Kath never saw the blow that hit her.  She did feel the wall behind her crumbling as she smashed through it.  The rest of the framework would support the house well, and they were far enough out of Main Met that nobody was likely to see them.  She skidded to a halt on her back on the veranda, the Terran garment she wore starting to smoke from friction.

Like a rocket, Sy Kent launched herself through the hole in the wall and landed on her.  The attack began.


Atop one of the highest buildings in Gotham City, concealed by a cloaking device, the Batman wondered if all his ancestors had felt like he did while pursuing a murderer.

Aelfric, the Joker, had gone to ground.  Hard to admit it, but not even the Batman could track him just yet.  However, there was a lead.

The butler had thought the communications he had cloaked, relayed, and masked were absolutely secret.  Their contents were, still, and the records of transmission would be untraceable to most, even including the spybusters in government.  But not to Bron Wayn.  He knew all the tricks, and had invented a few himself.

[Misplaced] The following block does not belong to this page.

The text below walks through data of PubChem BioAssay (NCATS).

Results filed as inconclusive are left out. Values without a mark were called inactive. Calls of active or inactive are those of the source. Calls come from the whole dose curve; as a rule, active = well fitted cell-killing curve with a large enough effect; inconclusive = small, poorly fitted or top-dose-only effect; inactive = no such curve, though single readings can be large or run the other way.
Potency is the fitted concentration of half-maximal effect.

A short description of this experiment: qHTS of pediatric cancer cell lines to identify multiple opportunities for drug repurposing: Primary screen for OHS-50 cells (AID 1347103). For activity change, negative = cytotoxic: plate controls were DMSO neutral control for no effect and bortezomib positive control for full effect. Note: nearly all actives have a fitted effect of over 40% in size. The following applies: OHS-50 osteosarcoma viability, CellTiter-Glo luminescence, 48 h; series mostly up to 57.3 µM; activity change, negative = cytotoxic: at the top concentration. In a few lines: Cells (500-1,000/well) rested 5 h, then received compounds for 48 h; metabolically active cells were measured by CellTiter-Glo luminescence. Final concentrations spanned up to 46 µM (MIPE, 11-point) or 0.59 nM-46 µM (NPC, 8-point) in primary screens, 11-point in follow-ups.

Aelfric had made some calls to Irinia Kent, in Metropolis.  He doubted his major domo was trading recipes with the woman.

With a twist of his wrist control, the Batman summoned the floating Batmobile towards him.  It was time for a trip across the bay.

And what Alan Kent didn’t know wasn’t going to hurt him.

(next chapter)